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Some Lessons From The School Of Morals
by [?]

Any study of suburban life would be very imperfect without some glance at that larger part of it which is spent in the painful pursuit of pleasures such as are offered at the ordinary places of public amusement; and for this reason I excuse myself for rehearsing certain impressions here which are not more directly suburban, to say the least, than those recounted in the foregoing chapter.

It became, shortly after life in Charlesbridge began, a question whether any entertainment that Boston could offer were worth the trouble of going to it, or, still worse, coming from it; for if it was misery to hurry from tea to catch the inward horse-car at the head of the street, what sullen lexicon will afford a name for the experience of getting home again by the last car out from the city? You have watched the clock much more closely than the stage during the last act, and have left your play incomplete by its final marriage or death, and have rushed up to Bowdoin Square, where you achieve a standing place in the car, and, utterly spent as you are with the enjoyment of the evening, you endure for the next hour all that is horrible in riding or walking. At the end of this time you declare that you will never go to the theatre again; and after years of suffering you come at last to keep your word.

While yet, however, in the state of formation as regards this resolution, I went frequently to the theatre–or school of morals, as its friends have humorously called it. I will not say whether any desired amelioration took place or not in my own morals through the agency of the stage; but if not enlightened and refined by everything I saw there, I sometimes was certainly very much surprised. Now that I go no more, or very, very rarely, I avail myself of the resulting leisure to set down, for the instruction of posterity, some account of performances I witnessed in the years 1868-69, which I am persuaded will grow all the more curious, if not incredible, with the lapse of time.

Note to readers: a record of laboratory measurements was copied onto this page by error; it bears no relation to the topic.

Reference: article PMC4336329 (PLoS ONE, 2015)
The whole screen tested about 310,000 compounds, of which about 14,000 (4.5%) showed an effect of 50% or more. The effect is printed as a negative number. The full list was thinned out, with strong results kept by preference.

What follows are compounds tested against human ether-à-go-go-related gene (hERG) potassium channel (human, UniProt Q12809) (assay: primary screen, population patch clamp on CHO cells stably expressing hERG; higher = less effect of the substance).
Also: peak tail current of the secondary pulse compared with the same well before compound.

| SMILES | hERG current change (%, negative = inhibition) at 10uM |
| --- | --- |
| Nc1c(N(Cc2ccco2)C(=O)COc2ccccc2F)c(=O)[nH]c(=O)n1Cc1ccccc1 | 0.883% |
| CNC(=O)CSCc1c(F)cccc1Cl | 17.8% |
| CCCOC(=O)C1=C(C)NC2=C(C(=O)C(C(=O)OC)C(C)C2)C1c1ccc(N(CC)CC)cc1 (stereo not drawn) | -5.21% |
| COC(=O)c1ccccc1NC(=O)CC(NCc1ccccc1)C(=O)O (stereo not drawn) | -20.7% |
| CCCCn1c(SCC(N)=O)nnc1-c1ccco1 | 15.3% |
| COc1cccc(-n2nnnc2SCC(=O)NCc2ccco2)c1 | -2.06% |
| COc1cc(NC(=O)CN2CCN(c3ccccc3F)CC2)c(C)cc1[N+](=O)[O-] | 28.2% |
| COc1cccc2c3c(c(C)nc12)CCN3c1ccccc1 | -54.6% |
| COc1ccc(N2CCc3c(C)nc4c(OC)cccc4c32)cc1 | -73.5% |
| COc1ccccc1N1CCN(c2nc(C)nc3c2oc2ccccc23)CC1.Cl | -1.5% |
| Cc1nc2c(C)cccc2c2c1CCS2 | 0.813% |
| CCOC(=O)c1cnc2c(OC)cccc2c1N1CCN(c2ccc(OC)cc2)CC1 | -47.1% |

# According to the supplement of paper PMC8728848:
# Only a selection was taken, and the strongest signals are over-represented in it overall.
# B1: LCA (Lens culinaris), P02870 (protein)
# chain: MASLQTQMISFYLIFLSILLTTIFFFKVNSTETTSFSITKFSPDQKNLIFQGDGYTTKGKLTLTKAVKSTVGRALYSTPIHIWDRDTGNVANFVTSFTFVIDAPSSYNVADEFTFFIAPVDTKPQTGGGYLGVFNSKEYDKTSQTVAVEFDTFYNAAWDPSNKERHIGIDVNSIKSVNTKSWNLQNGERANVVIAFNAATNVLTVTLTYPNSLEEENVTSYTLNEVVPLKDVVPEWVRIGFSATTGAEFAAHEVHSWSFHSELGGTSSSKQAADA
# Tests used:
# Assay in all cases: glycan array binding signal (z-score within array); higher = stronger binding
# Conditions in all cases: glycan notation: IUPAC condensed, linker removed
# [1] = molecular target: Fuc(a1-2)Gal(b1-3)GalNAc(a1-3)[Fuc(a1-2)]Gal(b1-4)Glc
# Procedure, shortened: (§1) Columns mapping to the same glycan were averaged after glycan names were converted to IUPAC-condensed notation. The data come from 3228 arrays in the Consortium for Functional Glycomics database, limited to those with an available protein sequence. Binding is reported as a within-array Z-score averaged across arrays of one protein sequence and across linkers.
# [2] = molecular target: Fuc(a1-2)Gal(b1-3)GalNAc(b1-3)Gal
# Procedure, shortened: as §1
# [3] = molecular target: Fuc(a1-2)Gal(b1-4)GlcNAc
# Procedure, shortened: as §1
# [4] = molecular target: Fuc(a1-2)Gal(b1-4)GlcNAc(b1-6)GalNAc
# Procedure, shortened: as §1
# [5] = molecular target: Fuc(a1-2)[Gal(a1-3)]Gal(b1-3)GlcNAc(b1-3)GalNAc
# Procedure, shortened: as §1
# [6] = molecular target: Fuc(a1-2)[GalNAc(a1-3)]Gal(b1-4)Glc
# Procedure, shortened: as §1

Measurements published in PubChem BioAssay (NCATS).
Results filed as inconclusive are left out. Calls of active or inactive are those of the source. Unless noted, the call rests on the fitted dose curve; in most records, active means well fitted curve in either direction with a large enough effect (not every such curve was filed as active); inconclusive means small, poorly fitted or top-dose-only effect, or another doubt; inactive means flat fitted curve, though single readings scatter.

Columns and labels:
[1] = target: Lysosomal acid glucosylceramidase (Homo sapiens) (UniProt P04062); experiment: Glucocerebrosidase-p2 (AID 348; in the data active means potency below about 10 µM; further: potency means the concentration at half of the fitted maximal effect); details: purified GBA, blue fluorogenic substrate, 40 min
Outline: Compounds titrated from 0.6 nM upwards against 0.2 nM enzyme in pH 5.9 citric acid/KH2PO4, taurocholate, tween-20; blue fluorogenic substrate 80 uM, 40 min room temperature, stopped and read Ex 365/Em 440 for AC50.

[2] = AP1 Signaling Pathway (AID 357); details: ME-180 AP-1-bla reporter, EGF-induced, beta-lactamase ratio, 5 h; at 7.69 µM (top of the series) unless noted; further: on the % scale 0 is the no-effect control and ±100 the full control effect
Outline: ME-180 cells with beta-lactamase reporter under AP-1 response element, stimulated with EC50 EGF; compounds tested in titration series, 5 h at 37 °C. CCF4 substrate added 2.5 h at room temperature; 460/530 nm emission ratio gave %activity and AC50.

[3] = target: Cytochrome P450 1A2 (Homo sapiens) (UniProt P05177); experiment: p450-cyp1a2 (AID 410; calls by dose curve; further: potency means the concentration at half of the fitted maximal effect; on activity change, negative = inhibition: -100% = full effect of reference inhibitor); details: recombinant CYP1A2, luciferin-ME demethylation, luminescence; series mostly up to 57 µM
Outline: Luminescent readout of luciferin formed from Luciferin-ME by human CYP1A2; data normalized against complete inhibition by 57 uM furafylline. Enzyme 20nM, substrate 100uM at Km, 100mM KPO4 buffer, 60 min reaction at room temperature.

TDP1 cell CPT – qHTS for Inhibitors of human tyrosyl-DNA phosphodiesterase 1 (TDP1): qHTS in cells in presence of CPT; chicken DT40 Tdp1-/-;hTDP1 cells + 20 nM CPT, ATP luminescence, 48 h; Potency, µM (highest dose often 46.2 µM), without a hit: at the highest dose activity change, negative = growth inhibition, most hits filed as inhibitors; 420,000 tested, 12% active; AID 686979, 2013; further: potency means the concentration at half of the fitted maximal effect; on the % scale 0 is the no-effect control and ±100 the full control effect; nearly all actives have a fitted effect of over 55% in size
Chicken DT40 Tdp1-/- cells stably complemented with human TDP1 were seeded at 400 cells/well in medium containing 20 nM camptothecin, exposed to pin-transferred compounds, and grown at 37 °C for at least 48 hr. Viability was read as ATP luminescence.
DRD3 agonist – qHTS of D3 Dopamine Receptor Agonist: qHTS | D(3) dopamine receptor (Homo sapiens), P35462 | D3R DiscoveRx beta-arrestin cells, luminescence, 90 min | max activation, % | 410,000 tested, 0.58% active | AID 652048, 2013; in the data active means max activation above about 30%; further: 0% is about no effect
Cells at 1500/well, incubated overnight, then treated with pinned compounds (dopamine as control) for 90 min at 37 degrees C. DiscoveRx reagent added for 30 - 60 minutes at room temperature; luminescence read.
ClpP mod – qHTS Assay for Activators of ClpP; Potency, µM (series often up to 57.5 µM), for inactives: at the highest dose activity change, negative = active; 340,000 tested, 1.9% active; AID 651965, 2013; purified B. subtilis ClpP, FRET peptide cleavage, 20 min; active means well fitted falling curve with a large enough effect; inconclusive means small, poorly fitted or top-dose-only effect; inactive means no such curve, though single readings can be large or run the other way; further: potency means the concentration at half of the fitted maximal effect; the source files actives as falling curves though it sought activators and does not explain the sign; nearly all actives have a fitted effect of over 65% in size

There is this satisfaction in living, namely, that whatever we do will one day wear an air of picturesqueness and romance, and will win the fancy of people coming after us. This stupid and commonplace present shall yet appear the fascinating past; and is it not a pleasure to think how our rogues of descendants–who are to enjoy us aesthetically–will be taken in with us, when they read, in the files of old newspapers, of the quantity of entertainment offered us at the theatres during the years mentioned, and judge us by it? I imagine them two hundred years hence looking back at us, and sighing, “Ah! there was a touch of the old Greek life in those Athenians! How they loved the drama in the jolly Boston of that day! That was the golden age of the theatre: in the winter of 1868-69, they had dramatic performances in seven places, of every degree of excellence, and the managers coined money.” As we always figure our ancestors going to and from church, they will probably figure us thronging the doors of theatres, and no doubt there will be some historical gossiper among them to sketch a Boston audience in 1869, with all our famous poets and politicians grouped together in the orchestra seats, and several now dead introduced with the pleasant inaccuracy and uncertainty of historical gossipers. “On this night, when the beautiful Tostee reappeared, the whole house rose to greet her. If Mr. Alcott was on one of his winter visits to Boston, no doubt he stepped in from the Marlborough House,–it was a famous temperance hotel, then in the height of its repute,–not only to welcome back the great actress, but to enjoy a chat between the acts with his many friends. Here, doubtless, was seen the broad forehead of Webster; there the courtly Everett, conversing in studied tones with the gifted So-and-so. Did not the lovely Such-a-one grace the evening with her presence? The brilliant and versatile Edmund Kirke was dead; but the humorous Artemas Ward and his friend Nasby may have attracted many eyes, having come hither at the close of their lectures, to testify their love of the beautiful in nature and art; while, perhaps, Mr. Sumner, in the intervals of state cares, relaxed into the enjoyment,” etc. “Vous voyez bien le tableau!”